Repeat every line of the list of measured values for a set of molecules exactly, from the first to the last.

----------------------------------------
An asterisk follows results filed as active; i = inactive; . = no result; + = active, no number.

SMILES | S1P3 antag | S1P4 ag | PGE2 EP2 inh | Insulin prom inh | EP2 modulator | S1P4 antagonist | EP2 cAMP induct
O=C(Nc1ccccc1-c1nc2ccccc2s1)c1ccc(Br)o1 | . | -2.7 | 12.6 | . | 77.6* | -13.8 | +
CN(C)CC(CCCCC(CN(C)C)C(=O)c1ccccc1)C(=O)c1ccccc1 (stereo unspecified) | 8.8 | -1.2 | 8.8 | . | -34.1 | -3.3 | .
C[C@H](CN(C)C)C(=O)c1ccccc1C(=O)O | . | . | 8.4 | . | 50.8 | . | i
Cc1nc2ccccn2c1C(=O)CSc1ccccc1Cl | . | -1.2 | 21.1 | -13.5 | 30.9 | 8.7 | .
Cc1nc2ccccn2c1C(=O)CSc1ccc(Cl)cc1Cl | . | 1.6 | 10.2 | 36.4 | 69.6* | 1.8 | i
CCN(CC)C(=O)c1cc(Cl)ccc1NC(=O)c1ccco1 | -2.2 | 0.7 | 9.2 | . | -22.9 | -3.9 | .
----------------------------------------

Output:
An asterisk follows results filed as active; i = inactive; . = no result; + = active, no number.

SMILES | S1P3 antag | S1P4 ag | PGE2 EP2 inh | Insulin prom inh | EP2 modulator | S1P4 antagonist | EP2 cAMP induct
O=C(Nc1ccccc1-c1nc2ccccc2s1)c1ccc(Br)o1 | . | -2.7 | 12.6 | . | 77.6* | -13.8 | +
CN(C)CC(CCCCC(CN(C)C)C(=O)c1ccccc1)C(=O)c1ccccc1 (stereo unspecified) | 8.8 | -1.2 | 8.8 | . | -34.1 | -3.3 | .
C[C@H](CN(C)C)C(=O)c1ccccc1C(=O)O | . | . | 8.4 | . | 50.8 | . | i
Cc1nc2ccccn2c1C(=O)CSc1ccccc1Cl | . | -1.2 | 21.1 | -13.5 | 30.9 | 8.7 | .
Cc1nc2ccccn2c1C(=O)CSc1ccc(Cl)cc1Cl | . | 1.6 | 10.2 | 36.4 | 69.6* | 1.8 | i
CCN(CC)C(=O)c1cc(Cl)ccc1NC(=O)c1ccco1 | -2.2 | 0.7 | 9.2 | . | -22.9 | -3.9 | .